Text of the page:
The Garden Diaries: Victoria In February

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The Garden Diaries: Victoria In February

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It’s February and summer is almost finished. But there’s still plenty to do in the garden in Victoria. Here are a few ideas for what to do in your garden this month.

Hero plant this month: Succulents

Let’s start with planting and there is quite a list. For example, succulents are on-trend and all the rage right now, but what is it about these hardy little beauties that is so appealing?

There is a huge range, they can grow almost anywhere, and are low maintenance. So even if you’re new to gardening, or time poor, succulents are the perfect option – kids love them too.

You don’t even need a garden, because they will grow really well inside. They also make great gifts.

Varieties in store include sedums, aloes and haworthias. A favourite is mesembryanthemum or pigface, a hardy succulent, which grows in full-sun and produces brilliantly coloured flowers through summer.

Different varieties of large succulents and cacti

What else to plant

There are lots of vegetables to plant too. Put in some lettuce as well as chard, or silverbeet, eggplants and cucumbers. Plant in fertile, well-drained soil and remember to keep them well watered.

If the weather is hot, keep an eye on young plants, be sure they are well watered or leave them in pots in a sheltered spot until the scorching days have passed.

Cucumber plants


There’s plenty to do to keep your garden in top shape. Start with deadheading by removing spent blooms from plants, it not only keeps them looking good but also stops the plant using its energies to create seed. Instead it puts its resources into new flowers.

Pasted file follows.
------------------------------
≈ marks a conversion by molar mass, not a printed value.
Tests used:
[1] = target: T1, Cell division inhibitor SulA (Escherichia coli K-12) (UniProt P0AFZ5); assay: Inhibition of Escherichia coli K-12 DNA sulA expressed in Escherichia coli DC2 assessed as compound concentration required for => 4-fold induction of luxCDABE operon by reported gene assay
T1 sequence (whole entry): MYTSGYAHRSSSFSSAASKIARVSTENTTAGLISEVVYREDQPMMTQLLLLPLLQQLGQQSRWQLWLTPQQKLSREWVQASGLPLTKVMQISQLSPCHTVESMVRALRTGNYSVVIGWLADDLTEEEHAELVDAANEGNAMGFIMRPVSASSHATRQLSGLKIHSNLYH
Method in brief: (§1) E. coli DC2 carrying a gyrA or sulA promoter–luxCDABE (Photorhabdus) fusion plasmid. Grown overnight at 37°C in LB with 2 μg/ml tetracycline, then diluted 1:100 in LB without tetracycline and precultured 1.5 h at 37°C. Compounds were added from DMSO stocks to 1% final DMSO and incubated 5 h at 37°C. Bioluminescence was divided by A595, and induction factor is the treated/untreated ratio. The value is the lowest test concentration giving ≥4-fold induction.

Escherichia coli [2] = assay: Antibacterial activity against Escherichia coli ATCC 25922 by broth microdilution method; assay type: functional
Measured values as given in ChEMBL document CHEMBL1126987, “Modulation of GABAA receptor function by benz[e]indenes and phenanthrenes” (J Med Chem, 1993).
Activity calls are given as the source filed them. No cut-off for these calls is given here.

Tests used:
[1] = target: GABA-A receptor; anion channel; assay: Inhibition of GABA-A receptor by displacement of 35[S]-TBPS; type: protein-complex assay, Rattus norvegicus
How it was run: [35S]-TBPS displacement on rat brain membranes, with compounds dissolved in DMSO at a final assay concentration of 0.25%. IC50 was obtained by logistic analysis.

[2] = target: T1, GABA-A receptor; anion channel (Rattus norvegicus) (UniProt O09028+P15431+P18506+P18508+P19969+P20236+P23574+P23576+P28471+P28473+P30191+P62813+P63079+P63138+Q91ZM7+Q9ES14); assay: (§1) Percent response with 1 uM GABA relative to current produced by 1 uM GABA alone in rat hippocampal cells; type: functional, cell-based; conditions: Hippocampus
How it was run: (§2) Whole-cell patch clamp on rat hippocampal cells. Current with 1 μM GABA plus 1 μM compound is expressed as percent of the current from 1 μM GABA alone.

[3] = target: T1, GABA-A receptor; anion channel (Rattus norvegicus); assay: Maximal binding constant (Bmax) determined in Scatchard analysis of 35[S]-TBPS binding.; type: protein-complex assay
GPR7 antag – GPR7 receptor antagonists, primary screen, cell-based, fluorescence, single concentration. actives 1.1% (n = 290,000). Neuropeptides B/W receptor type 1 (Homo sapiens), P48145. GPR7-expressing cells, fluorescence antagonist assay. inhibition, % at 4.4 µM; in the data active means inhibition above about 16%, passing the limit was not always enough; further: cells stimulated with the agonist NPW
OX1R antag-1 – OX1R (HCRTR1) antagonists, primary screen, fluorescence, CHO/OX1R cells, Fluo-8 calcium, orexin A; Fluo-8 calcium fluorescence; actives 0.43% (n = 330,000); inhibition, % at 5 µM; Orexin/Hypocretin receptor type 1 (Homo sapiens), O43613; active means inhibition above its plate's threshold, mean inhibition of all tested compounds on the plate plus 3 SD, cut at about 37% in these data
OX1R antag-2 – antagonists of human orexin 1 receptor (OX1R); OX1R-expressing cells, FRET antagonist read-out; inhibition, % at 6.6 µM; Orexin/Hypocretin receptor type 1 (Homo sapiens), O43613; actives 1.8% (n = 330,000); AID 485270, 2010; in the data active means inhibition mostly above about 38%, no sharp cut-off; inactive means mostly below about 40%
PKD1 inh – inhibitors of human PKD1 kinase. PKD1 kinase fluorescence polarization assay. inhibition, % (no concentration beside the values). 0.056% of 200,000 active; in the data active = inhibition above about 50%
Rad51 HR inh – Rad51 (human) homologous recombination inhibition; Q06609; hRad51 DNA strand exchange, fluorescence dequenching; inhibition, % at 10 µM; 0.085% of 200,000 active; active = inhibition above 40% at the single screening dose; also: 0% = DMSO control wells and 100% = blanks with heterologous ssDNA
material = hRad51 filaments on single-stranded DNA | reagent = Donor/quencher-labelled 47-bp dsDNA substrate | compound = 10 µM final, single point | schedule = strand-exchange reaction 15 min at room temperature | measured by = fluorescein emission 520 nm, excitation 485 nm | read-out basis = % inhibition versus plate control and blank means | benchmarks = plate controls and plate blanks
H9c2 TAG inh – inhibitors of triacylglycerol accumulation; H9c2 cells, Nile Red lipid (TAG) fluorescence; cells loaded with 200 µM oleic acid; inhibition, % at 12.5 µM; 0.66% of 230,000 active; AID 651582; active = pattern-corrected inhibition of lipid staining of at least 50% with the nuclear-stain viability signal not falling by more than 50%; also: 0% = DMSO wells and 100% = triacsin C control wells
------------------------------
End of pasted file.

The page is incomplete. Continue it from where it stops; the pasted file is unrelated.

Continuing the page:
Feed plants with a seaweed tonic. It will help them grow and also cope better when there’s a dry spell.

While liquid fertiliser will help plants grow, use caution if using a granular product because plants need to be well watered for the best results with these products in the head. If you need advice about the best fertiliser to use, pop into store and get advice from our experts.

Remove any pesky weeds. Do this before they have time to flower and set seed.

In the hot weather, remember to keep water up to your plants. Ideally an early morning watering regime is best as it allows the plants to access moisture in the heat of the day when they need it most.

A person pruning a hedge


This month there’s plenty to harvest too. Pick herbs such as basil, mint, parsley, coriander and thyme. Use them in your favourite dishes, or summer salads. Harvest tomatoes, capsicum, and chillies. Keep an eye on stone fruit such as apricots, nectarines, plums and luscious peaches, which will all be ripening this month. Net trees to prevent the birds feeding on the fruit before you do.

Summer is almost over. But don’t let that stop you from getting out into the garden. There’s heaps to do.

A mix of fruit and vegetables

Start planting today

Check out the wide range of plants online or visit your local Bunnings Warehouse to find out how you can bring your garden to life.

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Health & Safety

Please make sure you use all equipment appropriately and safely when following the advice in these D.I.Y. videos. You need to be familiar with how to use equipment safely and follow the instructions that came with the equipment. If you are unsure, you may feel it is safest to consult an expert, such as the manufacturer or an expert Bunnings Team Member.

Grave health hazards are linked to asbestos, which may be in homes built up to 1990. Health hazards may result from exposure to lead-based paints in older materials and copper chromium arsenic (CCA) treated timber. For information on the dangers of asbestos, lead-based paint and CCA treated timber and tips for dealing with these materials contact your local council's Environmental Health Officer or visit our Health & Safety page. You can also use a simple test kit from Bunnings to indicate the presence of lead-based paint.
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